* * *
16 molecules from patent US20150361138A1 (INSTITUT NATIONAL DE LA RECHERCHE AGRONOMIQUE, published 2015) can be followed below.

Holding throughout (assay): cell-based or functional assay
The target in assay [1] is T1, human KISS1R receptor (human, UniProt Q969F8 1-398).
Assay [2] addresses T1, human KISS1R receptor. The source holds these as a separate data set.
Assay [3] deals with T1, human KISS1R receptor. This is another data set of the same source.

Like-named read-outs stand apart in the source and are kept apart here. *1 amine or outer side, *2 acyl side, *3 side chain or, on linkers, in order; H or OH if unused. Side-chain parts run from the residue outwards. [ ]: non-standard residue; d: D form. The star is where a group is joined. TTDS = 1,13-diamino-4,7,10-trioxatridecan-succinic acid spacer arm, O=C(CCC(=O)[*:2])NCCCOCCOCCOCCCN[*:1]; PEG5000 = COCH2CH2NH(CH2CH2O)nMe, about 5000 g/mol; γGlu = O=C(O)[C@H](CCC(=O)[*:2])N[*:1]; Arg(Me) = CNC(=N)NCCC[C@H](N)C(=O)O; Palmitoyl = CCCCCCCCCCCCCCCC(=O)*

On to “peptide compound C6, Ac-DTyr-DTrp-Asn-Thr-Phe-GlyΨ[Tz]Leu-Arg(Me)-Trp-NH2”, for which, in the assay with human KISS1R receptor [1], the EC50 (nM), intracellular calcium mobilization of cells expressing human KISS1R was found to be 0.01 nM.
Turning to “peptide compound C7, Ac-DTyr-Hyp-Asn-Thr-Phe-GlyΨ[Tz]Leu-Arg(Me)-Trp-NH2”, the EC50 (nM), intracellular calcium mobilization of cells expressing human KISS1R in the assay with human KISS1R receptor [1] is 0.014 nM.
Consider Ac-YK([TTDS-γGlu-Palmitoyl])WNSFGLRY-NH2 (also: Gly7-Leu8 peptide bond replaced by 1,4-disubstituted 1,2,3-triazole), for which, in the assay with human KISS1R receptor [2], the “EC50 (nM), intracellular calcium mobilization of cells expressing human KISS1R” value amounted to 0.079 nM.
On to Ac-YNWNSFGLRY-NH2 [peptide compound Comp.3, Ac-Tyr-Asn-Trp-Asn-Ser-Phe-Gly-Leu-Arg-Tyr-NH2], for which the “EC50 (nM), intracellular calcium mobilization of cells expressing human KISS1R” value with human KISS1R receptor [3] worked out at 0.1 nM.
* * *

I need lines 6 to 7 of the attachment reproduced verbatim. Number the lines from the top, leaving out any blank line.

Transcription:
Like-named read-outs stand apart in the source and are kept apart here. *1 amine or outer side, *2 acyl side, *3 side chain or, on linkers, in order; H or OH if unused. Side-chain parts run from the residue outwards. [ ]: non-standard residue; d: D form. The star is where a group is joined. TTDS = 1,13-diamino-4,7,10-trioxatridecan-succinic acid spacer arm, O=C(CCC(=O)[*:2])NCCCOCCOCCOCCCN[*:1]; PEG5000 = COCH2CH2NH(CH2CH2O)nMe, about 5000 g/mol; γGlu = O=C(O)[C@H](CCC(=O)[*:2])N[*:1]; Arg(Me) = CNC(=N)NCCC[C@H](N)C(=O)O; Palmitoyl = CCCCCCCCCCCCCCCC(=O)*

On to “peptide compound C6, Ac-DTyr-DTrp-Asn-Thr-Phe-GlyΨ[Tz]Leu-Arg(Me)-Trp-NH2”, for which, in the assay with human KISS1R receptor [1], the EC50 (nM), intracellular calcium mobilization of cells expressing human KISS1R was found to be 0.01 nM.